Artlab conservators have the privilege to work on war memorabilia bought in to us through our Consultation Day service.

Conservator working on mascotJustin Gare, Senior Objects Conservator during the conservation treatment of “Joey” the kangaroo mascot.

In recognition of Remembrance Day, we would like to feature a WW1 project we worked on for a client who owned “Joey”, a small kangaroo mascot made from leather.

The mascot originally belonged to Captain Elliot Frederick (Tab) Pflaum, born 1892, in Birdwood, South Australia. Tab (his nickname) joined the Australian Flying Corps (AFC) and flew reconnaissance missions throughout Europe during WWI. Captain Pflaum returned to England and became a flight instructor and flew two planes, a 2-seater Avro 504K and a Sopwith Camel. Both were painted white so young pilots in mock dog-fights could identify the instructor’s plane.

Tab fitted “Joey”, when he flew either of the aircraft, on top of the petrol cap, just behind the rear seat. The mascot was attached to the plane only by a long thin steel spike welded to the petrol cap, which extended up through the length of the body, securing “Joey” during aerial manoeuvres.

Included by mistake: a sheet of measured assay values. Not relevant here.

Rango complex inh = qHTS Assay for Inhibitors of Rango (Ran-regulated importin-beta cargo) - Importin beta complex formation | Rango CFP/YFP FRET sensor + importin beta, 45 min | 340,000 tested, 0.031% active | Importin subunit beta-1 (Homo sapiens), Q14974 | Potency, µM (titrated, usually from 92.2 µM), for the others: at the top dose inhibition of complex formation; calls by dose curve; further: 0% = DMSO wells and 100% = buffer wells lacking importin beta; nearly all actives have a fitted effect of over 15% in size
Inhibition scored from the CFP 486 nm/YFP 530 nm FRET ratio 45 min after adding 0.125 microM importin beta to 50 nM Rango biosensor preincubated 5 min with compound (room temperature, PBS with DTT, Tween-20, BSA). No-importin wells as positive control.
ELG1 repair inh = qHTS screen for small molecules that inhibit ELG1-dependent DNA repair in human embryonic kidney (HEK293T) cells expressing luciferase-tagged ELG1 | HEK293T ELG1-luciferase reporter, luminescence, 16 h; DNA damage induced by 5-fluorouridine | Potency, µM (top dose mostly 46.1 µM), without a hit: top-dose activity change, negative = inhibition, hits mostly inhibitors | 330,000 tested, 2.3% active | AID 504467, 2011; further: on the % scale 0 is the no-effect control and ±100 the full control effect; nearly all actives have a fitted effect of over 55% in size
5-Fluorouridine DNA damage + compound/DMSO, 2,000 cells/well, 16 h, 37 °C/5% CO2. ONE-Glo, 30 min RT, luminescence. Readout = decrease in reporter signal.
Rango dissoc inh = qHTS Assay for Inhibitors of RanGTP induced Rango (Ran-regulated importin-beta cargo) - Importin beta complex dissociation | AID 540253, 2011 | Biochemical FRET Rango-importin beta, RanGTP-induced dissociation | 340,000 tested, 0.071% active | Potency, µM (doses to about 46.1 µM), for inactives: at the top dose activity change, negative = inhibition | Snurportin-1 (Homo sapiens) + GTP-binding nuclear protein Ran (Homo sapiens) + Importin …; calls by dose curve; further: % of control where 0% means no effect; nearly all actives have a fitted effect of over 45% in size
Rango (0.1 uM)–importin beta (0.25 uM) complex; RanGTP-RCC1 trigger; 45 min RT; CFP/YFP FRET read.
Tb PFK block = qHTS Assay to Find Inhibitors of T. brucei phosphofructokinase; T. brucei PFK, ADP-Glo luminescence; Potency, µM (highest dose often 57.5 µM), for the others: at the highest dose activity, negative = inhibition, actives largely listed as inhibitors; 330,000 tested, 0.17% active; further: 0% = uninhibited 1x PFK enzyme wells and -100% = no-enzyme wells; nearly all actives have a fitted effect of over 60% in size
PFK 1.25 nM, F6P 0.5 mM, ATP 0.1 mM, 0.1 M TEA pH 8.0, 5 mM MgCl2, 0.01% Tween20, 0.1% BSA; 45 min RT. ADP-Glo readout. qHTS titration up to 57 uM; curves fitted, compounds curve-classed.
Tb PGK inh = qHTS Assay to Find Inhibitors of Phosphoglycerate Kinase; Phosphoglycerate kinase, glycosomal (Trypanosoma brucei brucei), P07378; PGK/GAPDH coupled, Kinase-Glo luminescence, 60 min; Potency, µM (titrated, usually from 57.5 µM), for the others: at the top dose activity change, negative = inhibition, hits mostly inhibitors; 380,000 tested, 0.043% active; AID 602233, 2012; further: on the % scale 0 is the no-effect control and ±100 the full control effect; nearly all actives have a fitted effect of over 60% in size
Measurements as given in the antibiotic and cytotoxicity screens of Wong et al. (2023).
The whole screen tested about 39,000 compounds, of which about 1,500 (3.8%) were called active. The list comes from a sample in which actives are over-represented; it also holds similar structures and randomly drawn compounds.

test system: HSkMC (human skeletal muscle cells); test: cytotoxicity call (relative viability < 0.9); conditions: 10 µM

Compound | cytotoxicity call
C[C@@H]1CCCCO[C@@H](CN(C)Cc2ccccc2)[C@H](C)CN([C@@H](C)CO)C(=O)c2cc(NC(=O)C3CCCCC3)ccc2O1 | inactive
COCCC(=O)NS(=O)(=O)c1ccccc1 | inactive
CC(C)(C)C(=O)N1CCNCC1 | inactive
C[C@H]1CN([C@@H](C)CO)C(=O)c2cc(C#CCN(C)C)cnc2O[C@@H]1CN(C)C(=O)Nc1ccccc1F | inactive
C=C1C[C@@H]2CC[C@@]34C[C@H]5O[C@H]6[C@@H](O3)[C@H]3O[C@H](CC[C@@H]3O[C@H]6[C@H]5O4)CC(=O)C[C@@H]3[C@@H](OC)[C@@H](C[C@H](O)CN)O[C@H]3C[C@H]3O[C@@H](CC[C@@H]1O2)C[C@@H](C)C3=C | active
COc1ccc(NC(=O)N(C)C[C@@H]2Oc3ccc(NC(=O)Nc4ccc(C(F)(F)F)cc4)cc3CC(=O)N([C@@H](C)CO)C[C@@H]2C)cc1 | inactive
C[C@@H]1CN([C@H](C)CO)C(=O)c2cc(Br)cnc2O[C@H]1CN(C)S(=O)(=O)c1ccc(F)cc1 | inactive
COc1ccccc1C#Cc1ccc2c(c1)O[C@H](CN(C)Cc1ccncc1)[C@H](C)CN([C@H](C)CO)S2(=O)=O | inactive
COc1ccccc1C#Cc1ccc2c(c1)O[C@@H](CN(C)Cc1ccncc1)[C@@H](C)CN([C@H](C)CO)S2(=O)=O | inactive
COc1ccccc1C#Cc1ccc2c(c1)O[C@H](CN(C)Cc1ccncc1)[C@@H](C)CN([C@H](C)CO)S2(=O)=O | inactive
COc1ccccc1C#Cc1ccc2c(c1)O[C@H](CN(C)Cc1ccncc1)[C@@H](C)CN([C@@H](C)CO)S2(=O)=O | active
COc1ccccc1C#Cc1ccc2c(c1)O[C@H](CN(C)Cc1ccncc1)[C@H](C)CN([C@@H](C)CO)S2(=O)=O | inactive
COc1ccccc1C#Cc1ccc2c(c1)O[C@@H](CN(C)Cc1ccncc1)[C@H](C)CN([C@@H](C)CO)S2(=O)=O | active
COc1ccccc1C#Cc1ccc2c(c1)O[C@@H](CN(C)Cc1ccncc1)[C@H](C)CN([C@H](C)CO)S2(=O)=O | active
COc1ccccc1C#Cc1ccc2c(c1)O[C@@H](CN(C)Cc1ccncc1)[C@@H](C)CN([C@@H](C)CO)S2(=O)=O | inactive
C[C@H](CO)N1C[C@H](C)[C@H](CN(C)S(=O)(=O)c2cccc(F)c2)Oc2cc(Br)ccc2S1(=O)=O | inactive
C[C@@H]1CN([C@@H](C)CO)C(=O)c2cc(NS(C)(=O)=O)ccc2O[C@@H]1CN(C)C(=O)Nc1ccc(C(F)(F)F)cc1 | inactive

The mascot received conservation treatment and was later exhibited in Keepsakes and Stories: Conserving Mementos from WW1 exhibition held at Artlab Australia in 2016. This show was part of the Flanders Field Poppy Trail, a special program of events to commemorate battles fought by Australians in the Great War (1914-1918), held at various venues over Adelaide from June to August. Keepsakes and Stories featured WW1 Memorabilia conserved by Artlab for private clients who enthusiastically participated in the event. The clients also shared the stories behind their keepsakes which were displayed in the exhibition alongside the memorabilia.

To view more images of Captain Pflaum and Joey please visit Artlab Australia’s Facebook page